Sega [email protected]

Following the new leads and information gathered recently, it seems that Sega’s proprietary networking system “SNAP” was not (primarily atleast) used for hosting Dreamcast games, and was likely to¬†only be used for the PS2 and GC (although support for the Xbox was probably there too).

However, as many of you probably know, a similar system called “Kage” was created earlier in the Dreamcast’s lifespan and provided hosting for many of Sega’s 1st and 2nd party titles, like Alien Front Online, Outtrigger, and so on.

Kage provided developers with a generic set of servers that could be used for just about any type of game and consisted of multiple types of servers, ranging from bootstrap servers for the initial handshake upon connecting, lobby/gameroom servers, status servers and game servers, and (client code) was platform independent (just like Snap). Multiple versions of the Kage servers was created.

However, key differences between the two is that while Kage is a more traditional approach of a unified server system using TCP, UDP and HTTP, Snap also used a proprietary protocol on top of UDP called rUDP (reliable UDP) and was a more advanced approach trying to provide features such as QoS and scalability and because of that was probably a very attractive server model for Nokias mobile gaming division.

Kage seems to have been created sometime in 1999, while Snap (atleast the SDK, might have been used internally before that) was created in 2002.

Example of scalability with Snap:


Example of debugging symbols found for Snap games (PS2):

While the authentication etc is done by TCP, game data is sent using UDP and rUDP and is clearly different from Kage in this manner, although Kage might have been the precursor to what later became Snap.


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  1. Partially related/unrelated : Is there any chance of seeing the Japanese matching service games functioning again?

    Unrelated : Hows about an update?

    • Dan: We have looked into the Japanese games which primarily uses the KDDI system, which is an old pre-TCP service using telephone switching technology to match up players. While some games may be possible to get back through other means, most of them will not be back as the work required far exceed those that use TCP/UDP for their connections.
      Chu-Chu Rocket was the first online multiplayer title for the Dreamcast using TCP. Games before that is using a much older technology which basically would be impossible to use outside of Japan because of the infrastructure required. This is why KDDI was never used outside of Japan.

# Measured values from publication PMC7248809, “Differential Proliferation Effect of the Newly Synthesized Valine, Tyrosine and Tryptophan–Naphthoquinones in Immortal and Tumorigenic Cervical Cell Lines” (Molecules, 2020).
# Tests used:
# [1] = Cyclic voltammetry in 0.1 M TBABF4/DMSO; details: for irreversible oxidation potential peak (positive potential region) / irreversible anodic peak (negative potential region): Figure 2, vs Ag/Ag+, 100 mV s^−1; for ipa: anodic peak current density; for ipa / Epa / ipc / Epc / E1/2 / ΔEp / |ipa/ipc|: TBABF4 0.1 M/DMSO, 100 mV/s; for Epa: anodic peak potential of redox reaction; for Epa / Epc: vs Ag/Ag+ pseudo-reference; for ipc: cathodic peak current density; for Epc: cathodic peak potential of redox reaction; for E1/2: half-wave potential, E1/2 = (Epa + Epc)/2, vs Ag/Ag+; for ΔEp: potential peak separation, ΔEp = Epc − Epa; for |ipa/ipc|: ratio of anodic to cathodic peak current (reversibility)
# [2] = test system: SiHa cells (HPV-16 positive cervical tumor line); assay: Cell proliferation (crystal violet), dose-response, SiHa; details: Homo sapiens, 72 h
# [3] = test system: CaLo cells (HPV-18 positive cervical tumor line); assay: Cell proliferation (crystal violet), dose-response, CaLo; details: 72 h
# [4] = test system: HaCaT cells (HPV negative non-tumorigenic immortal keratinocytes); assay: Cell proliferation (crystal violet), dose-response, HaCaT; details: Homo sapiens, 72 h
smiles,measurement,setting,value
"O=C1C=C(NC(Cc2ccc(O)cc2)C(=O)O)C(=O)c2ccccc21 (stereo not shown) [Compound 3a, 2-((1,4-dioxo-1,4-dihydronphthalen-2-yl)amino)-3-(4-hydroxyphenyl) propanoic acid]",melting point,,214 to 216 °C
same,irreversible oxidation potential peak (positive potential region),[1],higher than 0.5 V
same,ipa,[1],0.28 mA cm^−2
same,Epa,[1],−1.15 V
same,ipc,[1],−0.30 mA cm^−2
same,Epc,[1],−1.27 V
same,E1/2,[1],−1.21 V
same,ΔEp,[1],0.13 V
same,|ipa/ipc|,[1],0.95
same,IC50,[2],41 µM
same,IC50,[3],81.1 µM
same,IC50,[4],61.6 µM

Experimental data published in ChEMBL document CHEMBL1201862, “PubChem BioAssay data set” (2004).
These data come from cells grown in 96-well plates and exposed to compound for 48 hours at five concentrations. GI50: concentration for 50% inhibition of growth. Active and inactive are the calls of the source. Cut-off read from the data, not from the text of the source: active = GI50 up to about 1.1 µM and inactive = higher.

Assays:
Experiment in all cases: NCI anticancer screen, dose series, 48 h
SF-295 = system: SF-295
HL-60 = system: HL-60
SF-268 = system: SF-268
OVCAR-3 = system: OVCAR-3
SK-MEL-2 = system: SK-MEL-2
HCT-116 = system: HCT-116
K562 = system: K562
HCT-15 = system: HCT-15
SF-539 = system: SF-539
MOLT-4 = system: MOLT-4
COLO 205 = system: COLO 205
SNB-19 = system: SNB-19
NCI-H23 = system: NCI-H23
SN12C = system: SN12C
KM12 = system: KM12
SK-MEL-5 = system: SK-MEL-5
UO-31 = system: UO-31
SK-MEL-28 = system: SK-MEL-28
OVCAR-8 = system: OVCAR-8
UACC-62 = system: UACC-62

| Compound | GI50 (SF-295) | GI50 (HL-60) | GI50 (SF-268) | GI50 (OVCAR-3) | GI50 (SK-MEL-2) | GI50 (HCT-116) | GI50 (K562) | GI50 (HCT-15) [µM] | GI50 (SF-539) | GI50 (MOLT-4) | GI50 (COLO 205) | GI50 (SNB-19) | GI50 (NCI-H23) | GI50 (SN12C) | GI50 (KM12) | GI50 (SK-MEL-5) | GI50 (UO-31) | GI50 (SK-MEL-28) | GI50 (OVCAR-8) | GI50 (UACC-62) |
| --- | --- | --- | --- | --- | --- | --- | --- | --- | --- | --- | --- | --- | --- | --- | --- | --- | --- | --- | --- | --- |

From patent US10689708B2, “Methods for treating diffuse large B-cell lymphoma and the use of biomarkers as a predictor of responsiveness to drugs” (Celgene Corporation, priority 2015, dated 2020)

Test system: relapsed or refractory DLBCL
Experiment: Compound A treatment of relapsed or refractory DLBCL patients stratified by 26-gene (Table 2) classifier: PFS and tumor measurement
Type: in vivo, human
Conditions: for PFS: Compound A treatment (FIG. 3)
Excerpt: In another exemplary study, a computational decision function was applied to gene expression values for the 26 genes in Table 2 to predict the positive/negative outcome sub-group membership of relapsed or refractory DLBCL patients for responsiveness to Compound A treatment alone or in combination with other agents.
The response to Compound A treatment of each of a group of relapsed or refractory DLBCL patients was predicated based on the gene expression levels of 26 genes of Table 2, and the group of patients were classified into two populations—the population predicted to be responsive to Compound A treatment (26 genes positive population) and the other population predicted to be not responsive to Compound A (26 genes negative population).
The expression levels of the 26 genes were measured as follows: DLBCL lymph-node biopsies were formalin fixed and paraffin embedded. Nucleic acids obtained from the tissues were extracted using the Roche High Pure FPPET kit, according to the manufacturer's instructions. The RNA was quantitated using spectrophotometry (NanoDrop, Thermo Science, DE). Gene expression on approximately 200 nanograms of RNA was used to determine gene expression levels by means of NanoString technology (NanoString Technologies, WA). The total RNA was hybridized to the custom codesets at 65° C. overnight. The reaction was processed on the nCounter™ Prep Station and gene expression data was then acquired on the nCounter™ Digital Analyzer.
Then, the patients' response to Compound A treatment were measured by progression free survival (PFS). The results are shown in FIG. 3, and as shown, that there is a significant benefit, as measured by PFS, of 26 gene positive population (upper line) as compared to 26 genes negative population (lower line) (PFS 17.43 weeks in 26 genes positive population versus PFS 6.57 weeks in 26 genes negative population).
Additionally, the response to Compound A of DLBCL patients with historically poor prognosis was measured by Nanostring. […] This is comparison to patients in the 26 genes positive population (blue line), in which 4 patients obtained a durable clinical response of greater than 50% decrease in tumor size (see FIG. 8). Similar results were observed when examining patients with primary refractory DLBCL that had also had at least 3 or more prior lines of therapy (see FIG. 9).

There are however some games which appears to not use the KDDI system, in particular the Aero Dancing series (one title even supports the broadband adapter).

      • Hey Petter, The people over at Outbreak Server have KDDI emulation for Resident Evil Outbreak, I’m curious about how relevant their emulation of KDDI would be to Dreamcast games, I’m guessing the KDDI service for the PS2 and the Dreamcast are very different?

        • That would be interesting. If it turns out to be relevant to dc ; MvC2 & Street Fighter 2 = Yes

        • We are looking into this with the obsrv guys. They have a server emulator for the KDDI system used for PS2 games and are willing to check out compatibility with the Dreamcast.

          However, many Dreamcast games used the Dwango system aswell as the KDDI system, which is what makes it difficult because Dwango was basically a telephone switching board technology. The PS2 games did not use this.

          • Interesting stuff, the telephone switching would require real world hardware to do wouldn’t it? or is it something that could be achieved just with software alone?

  2. From what we gathered, Dwango was a hardware based system.

  3. @Aoeu204 With enough research, testing and coding skill you can pretty much do anything. Though to find out what data was transferred you’d probably need the hardware or know enough about it to make your own at some point

  4. itsstillthinking1999

    so from what i got this is that you can more or less remake the sega network and bring back anything on snap like for example the 2k games?

  5. itstillthinking1999

    hey petter i hate to pester but im still curios about my previous question? thanks

    • Like he said in this post most of the games used kage, a primitive version of what became snap. By looking at snap you can get an understanding probably of how it works. But a reverse engineering of kage is probably required to bring back the 2k games and others. This is only speculation on my part though

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